Getting from Seed to Series A - Part II

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This is Part II of a four part series.

I field a lot of inquiries from founders wanting advice and assistance with their pitch. An awful amount of preparation and perspiration goes in to creating a presentation that most of the time no one ever gets completely through. Strategy development through PowerPoint iteration is a terrible way to attempt to build a business. Your time would be better spent on developing and testing the business model.

Preparation

  1. Put aside the PowerPoint for now - Although the presentation is somewhat obligatory, you should be able to tell your story without props. Just start with a piece of paper and consider what investors want to know rather than what you want to tell them. If you boil it down to a few key items here is what investors want to know at a minimum:

    1. Target Market Size and Growth - Who is your target market? How big is it and how fast is it growing? What is the problem or opportunity that you are addressing? What are the consequences for the target of not getting it solved? You can’t know enough about your market, so dig in.

    2. Team - Is it a team of outstanding players with the ability to recruit and retain other great team members? What are the roles and responsibilities of key team members? What is the domain knowledge level?

    3. Idea and Novel IP - How good is the problem/solution fit? What is it? Who is it for? How does it solve the problem? Do you have something that is difficult to copy or purchase? Can you protect it? Is it feasible, desirable, and viable? Does the differentiation create competitive advantage?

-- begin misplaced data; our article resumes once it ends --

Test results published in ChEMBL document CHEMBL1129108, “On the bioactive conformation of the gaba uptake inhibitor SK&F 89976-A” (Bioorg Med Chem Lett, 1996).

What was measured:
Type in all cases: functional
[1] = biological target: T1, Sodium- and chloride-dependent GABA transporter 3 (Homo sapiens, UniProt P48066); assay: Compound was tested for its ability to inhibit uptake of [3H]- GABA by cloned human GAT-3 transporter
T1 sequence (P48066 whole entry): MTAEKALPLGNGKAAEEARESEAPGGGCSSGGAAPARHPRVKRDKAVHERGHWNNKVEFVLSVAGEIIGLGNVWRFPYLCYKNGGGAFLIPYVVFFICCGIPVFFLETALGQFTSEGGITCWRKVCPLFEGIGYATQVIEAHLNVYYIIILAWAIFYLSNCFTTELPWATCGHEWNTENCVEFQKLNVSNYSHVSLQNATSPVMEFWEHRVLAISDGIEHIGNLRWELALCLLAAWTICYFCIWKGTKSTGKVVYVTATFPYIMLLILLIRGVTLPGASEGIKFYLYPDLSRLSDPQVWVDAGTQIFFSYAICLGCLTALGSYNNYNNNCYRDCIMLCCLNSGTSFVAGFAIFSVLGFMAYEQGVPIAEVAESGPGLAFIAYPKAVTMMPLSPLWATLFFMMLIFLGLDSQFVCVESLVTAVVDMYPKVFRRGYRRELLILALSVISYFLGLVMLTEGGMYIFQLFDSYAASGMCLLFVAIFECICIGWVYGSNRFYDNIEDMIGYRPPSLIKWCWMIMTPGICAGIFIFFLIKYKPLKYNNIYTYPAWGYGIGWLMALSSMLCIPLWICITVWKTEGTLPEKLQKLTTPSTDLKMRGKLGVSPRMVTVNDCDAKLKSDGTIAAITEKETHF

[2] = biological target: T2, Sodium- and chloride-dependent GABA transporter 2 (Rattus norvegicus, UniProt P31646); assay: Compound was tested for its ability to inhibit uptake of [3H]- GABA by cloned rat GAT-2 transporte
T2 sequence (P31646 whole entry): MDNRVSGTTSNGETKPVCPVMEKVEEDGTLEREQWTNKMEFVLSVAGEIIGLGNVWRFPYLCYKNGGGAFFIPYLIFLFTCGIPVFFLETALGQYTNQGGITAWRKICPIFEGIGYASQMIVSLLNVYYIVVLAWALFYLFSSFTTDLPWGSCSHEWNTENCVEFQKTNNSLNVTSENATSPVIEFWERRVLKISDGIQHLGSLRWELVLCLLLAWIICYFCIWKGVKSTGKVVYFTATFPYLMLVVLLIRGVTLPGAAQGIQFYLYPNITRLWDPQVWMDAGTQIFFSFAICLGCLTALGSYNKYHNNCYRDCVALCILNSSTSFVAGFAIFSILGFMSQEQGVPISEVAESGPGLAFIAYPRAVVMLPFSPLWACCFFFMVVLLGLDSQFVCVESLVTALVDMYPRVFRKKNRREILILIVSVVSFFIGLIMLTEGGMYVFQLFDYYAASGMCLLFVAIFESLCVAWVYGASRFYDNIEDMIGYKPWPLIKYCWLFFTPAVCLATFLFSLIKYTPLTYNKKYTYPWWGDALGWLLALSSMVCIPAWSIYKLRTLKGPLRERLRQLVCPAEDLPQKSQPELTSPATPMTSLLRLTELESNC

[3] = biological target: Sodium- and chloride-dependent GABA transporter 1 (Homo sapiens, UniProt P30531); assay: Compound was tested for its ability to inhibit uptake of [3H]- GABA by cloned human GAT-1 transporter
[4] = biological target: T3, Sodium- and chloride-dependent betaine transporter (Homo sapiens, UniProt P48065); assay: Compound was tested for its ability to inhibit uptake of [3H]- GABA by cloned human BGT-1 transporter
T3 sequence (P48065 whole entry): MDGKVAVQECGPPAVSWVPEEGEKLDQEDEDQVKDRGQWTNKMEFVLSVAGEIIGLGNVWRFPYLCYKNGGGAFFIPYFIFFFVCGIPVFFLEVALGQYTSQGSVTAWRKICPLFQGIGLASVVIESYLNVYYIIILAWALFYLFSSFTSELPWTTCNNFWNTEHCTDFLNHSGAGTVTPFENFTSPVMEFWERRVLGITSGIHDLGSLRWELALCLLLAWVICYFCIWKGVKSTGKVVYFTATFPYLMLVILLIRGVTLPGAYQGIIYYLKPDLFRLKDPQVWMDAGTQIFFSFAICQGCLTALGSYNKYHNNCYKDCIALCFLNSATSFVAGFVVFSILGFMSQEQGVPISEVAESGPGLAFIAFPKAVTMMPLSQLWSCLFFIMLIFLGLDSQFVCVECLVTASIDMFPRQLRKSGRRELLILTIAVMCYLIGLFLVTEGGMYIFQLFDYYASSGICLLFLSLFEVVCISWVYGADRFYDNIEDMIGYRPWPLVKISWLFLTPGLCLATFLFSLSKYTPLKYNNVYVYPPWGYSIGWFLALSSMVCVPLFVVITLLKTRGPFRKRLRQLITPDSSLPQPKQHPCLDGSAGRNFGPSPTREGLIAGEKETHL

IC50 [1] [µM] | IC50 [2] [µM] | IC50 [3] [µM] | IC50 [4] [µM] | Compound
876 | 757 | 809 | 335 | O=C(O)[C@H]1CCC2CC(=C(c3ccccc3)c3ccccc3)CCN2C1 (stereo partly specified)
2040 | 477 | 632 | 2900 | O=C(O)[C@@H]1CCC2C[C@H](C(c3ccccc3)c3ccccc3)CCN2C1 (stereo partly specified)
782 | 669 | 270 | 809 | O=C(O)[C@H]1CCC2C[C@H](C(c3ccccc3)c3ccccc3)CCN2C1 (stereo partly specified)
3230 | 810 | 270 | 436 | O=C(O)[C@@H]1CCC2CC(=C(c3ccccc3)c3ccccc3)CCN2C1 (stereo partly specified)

4. Capital Intensity - What will it take to build a successful business? How can the capital be staged?

    Answer these questions and weave in a few solid examples and you have the beginnings of the “teaser document” or executive summary. This can be used to generate interest in a meeting.

  2. Still no PowerPoint - It’s time to build the pitch. You have the core elements from item one above, but try to resist the PowerPoint and once again use a pencil and paper. You’ll need to tell your story in 10 - 15 slides and it is important to address the problem/solution fit, the solution/market fit, the solution/competitive and industry fit, and the solution/financial fit. Let’s start with 12 pieces of paper. On each piece write down two key points that help address the topics mentioned above. Don’t show up and throw up. Think carefully about what needs to be conveyed about your business model in order to get a second meeting. Take each piece of paper with the one or two key points on it and on the back jot down some ideas on how to make those points.

    Now you are ready to create the first version. You’ll have to iterate several times until your team and advisors believe that you are telling a concise and compelling story. Keep the slides simple and not too wordy. If you want to spend a little money have someone with design skills dress it up for you.

  3. Bring the Pro Forma - You probably won’t go through it, but have your pro forma financials with you anyway. I like to put them in a binder with four tabs - 1. Assumptions, 2. Likely Case, 3. Best Case, 4. Worst Case. If you get asked a question about your financial needs you’ll have it handy. If not, you’ll still make a good impression when it hits the table with a thump.

  4. Plan for success - If you get past the first meeting, you’ll likely be asked back to either do the same pitch again to a larger group, or to do a more detailed product pitch. So plan ahead and have your product pitch ready to go. Remember that most investors will not sign NDAs. There is always some trepidation about sharing too much about the product. My general rule is to share enough to make it compelling, but so much that you are nervous about the information that you are sharing.

Next post will delve into approach and timing of the Series A.